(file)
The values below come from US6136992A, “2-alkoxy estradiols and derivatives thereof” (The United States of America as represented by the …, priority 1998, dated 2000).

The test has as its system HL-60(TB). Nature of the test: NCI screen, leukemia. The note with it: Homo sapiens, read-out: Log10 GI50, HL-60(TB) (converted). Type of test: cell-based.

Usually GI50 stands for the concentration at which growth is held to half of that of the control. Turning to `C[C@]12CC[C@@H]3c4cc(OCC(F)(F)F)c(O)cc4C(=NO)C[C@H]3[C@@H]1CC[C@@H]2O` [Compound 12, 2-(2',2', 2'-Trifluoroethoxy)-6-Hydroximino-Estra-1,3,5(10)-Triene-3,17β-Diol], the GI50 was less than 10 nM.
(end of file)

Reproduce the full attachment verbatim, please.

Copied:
The values below come from US6136992A, “2-alkoxy estradiols and derivatives thereof” (The United States of America as represented by the …, priority 1998, dated 2000).

The test has as its system HL-60(TB). Nature of the test: NCI screen, leukemia. The note with it: Homo sapiens, read-out: Log10 GI50, HL-60(TB) (converted). Type of test: cell-based.

Usually GI50 stands for the concentration at which growth is held to half of that of the control. Turning to `C[C@]12CC[C@@H]3c4cc(OCC(F)(F)F)c(O)cc4C(=NO)C[C@H]3[C@@H]1CC[C@@H]2O` [Compound 12, 2-(2',2', 2'-Trifluoroethoxy)-6-Hydroximino-Estra-1,3,5(10)-Triene-3,17β-Diol], the GI50 was less than 10 nM.